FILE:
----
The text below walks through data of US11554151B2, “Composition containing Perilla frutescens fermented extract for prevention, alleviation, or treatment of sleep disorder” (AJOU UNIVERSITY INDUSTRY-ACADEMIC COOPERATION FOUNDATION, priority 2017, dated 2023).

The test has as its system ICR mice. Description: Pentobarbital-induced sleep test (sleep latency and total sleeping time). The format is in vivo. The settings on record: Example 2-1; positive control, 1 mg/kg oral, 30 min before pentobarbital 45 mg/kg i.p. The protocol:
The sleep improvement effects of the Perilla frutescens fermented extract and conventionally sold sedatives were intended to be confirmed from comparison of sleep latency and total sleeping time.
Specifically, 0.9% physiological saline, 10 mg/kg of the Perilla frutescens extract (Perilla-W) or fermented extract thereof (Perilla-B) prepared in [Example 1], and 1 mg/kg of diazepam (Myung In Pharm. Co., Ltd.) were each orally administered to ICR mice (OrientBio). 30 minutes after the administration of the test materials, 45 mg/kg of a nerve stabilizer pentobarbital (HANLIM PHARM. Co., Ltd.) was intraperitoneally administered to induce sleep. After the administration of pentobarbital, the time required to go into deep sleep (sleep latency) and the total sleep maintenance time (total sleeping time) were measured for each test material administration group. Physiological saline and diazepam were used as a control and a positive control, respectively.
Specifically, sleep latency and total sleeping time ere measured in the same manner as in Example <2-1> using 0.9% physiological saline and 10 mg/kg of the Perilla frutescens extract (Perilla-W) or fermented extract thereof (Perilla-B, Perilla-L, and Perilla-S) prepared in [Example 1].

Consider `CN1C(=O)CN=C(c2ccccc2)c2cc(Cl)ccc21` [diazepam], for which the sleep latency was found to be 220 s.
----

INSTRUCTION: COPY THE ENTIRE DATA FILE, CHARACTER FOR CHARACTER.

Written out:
The text below walks through data of US11554151B2, “Composition containing Perilla frutescens fermented extract for prevention, alleviation, or treatment of sleep disorder” (AJOU UNIVERSITY INDUSTRY-ACADEMIC COOPERATION FOUNDATION, priority 2017, dated 2023).

The test has as its system ICR mice. Description: Pentobarbital-induced sleep test (sleep latency and total sleeping time). The format is in vivo. The settings on record: Example 2-1; positive control, 1 mg/kg oral, 30 min before pentobarbital 45 mg/kg i.p. The protocol:
The sleep improvement effects of the Perilla frutescens fermented extract and conventionally sold sedatives were intended to be confirmed from comparison of sleep latency and total sleeping time.
Specifically, 0.9% physiological saline, 10 mg/kg of the Perilla frutescens extract (Perilla-W) or fermented extract thereof (Perilla-B) prepared in [Example 1], and 1 mg/kg of diazepam (Myung In Pharm. Co., Ltd.) were each orally administered to ICR mice (OrientBio). 30 minutes after the administration of the test materials, 45 mg/kg of a nerve stabilizer pentobarbital (HANLIM PHARM. Co., Ltd.) was intraperitoneally administered to induce sleep. After the administration of pentobarbital, the time required to go into deep sleep (sleep latency) and the total sleep maintenance time (total sleeping time) were measured for each test material administration group. Physiological saline and diazepam were used as a control and a positive control, respectively.
Specifically, sleep latency and total sleeping time ere measured in the same manner as in Example <2-1> using 0.9% physiological saline and 10 mg/kg of the Perilla frutescens extract (Perilla-W) or fermented extract thereof (Perilla-B, Perilla-L, and Perilla-S) prepared in [Example 1].

Consider `CN1C(=O)CN=C(c2ccccc2)c2cc(Cl)ccc21` [diazepam], for which the sleep latency was found to be 220 s.